GUEST AUTHOR: A reflection by Tasmanian surf lifesaving champion Allie Britton
I grew up in Dodges Ferry, in my opinion the most magical little town on earth. Surrounded by ocean, quiet beaches, home to my family and still my favourite place in the world. We were fortunate to grow up experiencing everything that Tasmania offered.
Naturally, over the summer months we spent our days at Carlton Beach where Mum and Dad signed me and my siblings up for Nippers with the Carlton Park Surf Lifesaving Club. As time went on my love for surf lifesaving grew. Training and racing became my passion and with a burning desire to succeed, I wanted nothing more than to get my very own pink cossie with ‘Britton’ labelled right across the bottom.
Throughout my schooling years I was competitive in a wide range of sports. I loved soccer and athletics, but most of all I loved surf lifesaving. People often ask how on earth I ended up in a sport so involved in the ocean coming from such a place that is so cold over the winter months. It is always very simple to explain: I didn’t know any different. All I knew was to rug up in the winter, train hard in the summer and whether there was rain, hail or shine, training would go ahead and I would love every minute of it.
Driving out of college one afternoon and I recall declining an invite to head into the city for the evening. I replied with a ‘sorry I can’t, I have ski training’, the reply I received was nothing but confusion, ‘but there is no snow on the mountain?’ I laugh at this now and often tell this story. Surf lifesaving is not a huge sport in Tasmania, but Ironwoman racing stole my heart.
I never really knew what I wanted to do when I finished school, who I wanted to be when I grew up or what career path I would take. For me, unless I was spending my days training and working towards being an ironwoman, nothing really mattered.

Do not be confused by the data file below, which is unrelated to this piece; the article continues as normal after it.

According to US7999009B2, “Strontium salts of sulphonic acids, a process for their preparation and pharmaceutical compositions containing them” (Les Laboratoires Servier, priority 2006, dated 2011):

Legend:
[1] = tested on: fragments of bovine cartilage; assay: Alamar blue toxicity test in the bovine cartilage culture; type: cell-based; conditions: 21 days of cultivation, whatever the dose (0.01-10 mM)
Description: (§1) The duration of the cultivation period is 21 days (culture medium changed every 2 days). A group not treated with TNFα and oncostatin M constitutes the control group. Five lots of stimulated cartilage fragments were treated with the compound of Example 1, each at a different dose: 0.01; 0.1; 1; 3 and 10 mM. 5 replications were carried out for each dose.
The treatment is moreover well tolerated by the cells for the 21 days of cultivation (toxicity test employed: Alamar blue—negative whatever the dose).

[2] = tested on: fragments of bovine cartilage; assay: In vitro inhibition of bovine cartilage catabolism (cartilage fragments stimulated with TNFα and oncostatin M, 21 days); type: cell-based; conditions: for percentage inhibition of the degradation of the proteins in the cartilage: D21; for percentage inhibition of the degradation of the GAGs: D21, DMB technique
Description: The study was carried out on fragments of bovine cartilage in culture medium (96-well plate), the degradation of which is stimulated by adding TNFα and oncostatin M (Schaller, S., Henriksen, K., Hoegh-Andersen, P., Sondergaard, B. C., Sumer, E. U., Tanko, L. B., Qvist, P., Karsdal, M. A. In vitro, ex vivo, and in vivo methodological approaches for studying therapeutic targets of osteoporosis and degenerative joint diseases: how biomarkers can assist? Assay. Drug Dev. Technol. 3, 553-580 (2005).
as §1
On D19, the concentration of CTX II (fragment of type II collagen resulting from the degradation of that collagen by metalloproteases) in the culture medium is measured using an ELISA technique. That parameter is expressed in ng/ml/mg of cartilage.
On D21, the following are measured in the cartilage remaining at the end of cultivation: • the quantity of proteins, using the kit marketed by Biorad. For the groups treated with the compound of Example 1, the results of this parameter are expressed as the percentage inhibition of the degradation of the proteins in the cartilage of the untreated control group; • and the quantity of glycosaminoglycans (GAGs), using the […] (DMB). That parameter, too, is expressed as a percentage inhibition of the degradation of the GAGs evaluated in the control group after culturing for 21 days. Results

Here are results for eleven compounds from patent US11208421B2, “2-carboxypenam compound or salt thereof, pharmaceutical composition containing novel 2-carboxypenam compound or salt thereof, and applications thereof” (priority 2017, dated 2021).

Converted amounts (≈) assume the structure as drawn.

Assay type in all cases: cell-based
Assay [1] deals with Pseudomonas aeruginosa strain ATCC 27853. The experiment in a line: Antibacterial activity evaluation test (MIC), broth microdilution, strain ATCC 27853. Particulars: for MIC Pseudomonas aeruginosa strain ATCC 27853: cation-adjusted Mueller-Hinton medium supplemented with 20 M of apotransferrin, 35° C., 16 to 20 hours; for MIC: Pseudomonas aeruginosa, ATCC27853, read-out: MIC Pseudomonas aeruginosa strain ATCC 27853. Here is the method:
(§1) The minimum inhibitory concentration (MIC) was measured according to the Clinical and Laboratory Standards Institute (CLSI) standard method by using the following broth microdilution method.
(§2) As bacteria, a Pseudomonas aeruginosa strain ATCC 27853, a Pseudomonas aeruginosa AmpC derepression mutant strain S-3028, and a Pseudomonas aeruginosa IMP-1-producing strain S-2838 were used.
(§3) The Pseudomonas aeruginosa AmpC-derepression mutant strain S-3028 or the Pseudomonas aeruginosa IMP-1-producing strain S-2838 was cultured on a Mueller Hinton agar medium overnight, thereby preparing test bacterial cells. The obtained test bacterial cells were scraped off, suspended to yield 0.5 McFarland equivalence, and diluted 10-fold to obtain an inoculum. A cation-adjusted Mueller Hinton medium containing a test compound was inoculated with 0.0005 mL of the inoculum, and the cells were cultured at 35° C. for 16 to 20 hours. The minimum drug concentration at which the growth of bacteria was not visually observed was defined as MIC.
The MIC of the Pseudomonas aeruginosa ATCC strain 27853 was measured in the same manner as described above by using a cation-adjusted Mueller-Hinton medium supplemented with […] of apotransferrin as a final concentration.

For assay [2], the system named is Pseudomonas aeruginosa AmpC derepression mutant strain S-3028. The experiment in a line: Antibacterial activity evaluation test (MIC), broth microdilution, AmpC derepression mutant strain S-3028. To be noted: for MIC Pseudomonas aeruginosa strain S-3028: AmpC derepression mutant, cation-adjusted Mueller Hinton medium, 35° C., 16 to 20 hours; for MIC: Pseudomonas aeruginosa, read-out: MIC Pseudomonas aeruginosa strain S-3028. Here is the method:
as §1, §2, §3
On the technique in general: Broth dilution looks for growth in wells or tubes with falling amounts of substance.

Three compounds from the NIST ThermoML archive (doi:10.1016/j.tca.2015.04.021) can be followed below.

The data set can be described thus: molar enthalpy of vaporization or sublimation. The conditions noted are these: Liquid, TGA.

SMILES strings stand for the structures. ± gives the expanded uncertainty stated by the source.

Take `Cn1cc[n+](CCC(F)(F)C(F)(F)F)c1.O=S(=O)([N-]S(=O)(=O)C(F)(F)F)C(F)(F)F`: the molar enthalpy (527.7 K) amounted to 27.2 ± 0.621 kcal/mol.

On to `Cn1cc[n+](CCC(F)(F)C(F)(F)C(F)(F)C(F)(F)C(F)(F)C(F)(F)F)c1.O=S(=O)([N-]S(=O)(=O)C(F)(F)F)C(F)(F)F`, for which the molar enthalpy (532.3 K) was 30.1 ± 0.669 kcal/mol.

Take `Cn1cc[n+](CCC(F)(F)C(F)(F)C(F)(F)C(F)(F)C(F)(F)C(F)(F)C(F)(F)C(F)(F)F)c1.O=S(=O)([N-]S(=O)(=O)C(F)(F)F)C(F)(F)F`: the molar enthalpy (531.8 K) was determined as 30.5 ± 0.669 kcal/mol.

Surf lifesaving is predominately an upper body sport. We swim and paddle endless kilometres each year, day in and day out. We are strong athletes, who push our bodies to the limits. Finding a healthy balance with training, work and a social life is difficult, but I found growing up to be much harder. As my body began to change, I struggled with my body image and became quite unwell.
For a period during my late teens I let my struggle with body image win, giving up on my passion and my dreams. It resulted in an unhealthy lifestyle full of anxiety, hurt and anger. This sport, with its training and people, saved me.
I packed up my car in 2014, set out to chase some sunshine, and headed for Queensland. Four years on and l am living on the Gold Coast where every day I am fortunate enough to live the reality of my dreams.
Training ruthlessly with an enormous amount of ambition and determination, I did everything in my power to reach my goal to be an Ironwoman. With hard work, sweat and plenty of tears, I became the first Tasmanian female to make the Nutri-Grain Ironwoman Series.
I have since won two short course Coolangatta Golds and finished runner-up in the 2016 and 2017 long course Coolangatta Gold. I am a huge believer that everything happens for a reason. My struggle with body image and the power to overcome mental illness has been the anchor of my successes.
Every session we undergo within our training week is painful. Every day when my alarm goes off for swimming – at 5am on a Saturday morning when training for the Coolangatta Gold and there is a 3-4 hour session ahead of me, or when I am half way through our thirteenth session for the week and every part of my body wants to give up – I am grateful.
I am grateful for the body I have, and I am thankful for the demons of my past. I like to tell myself when I am hurting that no session, no swim set and no distance to be covered is harder than overcoming a mental illness. I draw the motivation from this to keep going.
To this day I continue to struggle with anxiety. I implement coping strategies in my day to day life and have learnt to channel my emotions and stresses into my training, finding a release and a sense of calm when I accomplish a session to the best of my ability.
I am continuing to better my ways each day, and though perhaps not an ideal way to deal with anxiety, the release of endorphins and diving into the ocean is currently the best choice of medicine for me.
Looking forward and I am proud to say that overcoming life’s challenges little by little has led me to find a passion for words. I’m currently studying journalism, writing for a surf sports magazine and building a small business assisting others who are inspired to chase their own dreams by helping them with all things words and resumes. I truly couldn’t be happier living the life I do.
For now, I will continue to race and train for Kurrawa Surf Lifesaving Club, work hard each day towards my personal goals and hope to inspire the kids of Tasmania that with hard work, persistence and a burning desire to succeed, anything is possible.